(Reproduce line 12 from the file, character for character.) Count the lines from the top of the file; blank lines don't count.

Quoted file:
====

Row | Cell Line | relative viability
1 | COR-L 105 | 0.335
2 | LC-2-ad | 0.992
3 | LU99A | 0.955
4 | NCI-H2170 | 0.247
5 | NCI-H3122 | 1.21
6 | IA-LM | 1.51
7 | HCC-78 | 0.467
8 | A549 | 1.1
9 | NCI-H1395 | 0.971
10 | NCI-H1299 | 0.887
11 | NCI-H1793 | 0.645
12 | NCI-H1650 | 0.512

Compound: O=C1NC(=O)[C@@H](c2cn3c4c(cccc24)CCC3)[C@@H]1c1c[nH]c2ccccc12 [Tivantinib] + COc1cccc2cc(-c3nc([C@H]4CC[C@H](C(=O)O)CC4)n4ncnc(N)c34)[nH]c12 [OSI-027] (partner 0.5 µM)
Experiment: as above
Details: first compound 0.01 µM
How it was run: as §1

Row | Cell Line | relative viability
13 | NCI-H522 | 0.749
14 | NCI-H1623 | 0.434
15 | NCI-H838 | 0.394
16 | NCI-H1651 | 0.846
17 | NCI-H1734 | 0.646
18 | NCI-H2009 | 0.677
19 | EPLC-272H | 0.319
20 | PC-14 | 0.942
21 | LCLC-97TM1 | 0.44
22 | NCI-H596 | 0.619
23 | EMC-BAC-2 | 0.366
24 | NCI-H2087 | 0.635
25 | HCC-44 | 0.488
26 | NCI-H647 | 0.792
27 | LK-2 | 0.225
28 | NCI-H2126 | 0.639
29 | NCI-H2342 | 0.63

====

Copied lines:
11 | NCI-H1793 | 0.645